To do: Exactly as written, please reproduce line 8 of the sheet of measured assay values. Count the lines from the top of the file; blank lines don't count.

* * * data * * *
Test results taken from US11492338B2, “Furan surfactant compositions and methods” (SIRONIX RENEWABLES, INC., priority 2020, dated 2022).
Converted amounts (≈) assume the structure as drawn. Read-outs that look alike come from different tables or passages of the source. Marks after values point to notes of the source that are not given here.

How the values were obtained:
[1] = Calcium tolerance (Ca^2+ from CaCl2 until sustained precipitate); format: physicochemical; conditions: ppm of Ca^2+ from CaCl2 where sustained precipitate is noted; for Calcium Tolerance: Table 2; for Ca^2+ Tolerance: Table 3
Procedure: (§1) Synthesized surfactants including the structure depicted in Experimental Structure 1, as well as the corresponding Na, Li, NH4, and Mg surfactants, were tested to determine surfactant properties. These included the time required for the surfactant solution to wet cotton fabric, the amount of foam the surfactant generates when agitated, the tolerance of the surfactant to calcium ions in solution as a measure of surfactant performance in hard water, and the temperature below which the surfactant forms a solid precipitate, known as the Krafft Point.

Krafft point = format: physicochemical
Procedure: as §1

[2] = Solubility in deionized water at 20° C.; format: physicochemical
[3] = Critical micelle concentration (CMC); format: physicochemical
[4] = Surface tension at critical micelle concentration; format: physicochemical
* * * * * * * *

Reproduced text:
[2] = Solubility in deionized water at 20° C.; format: physicochemical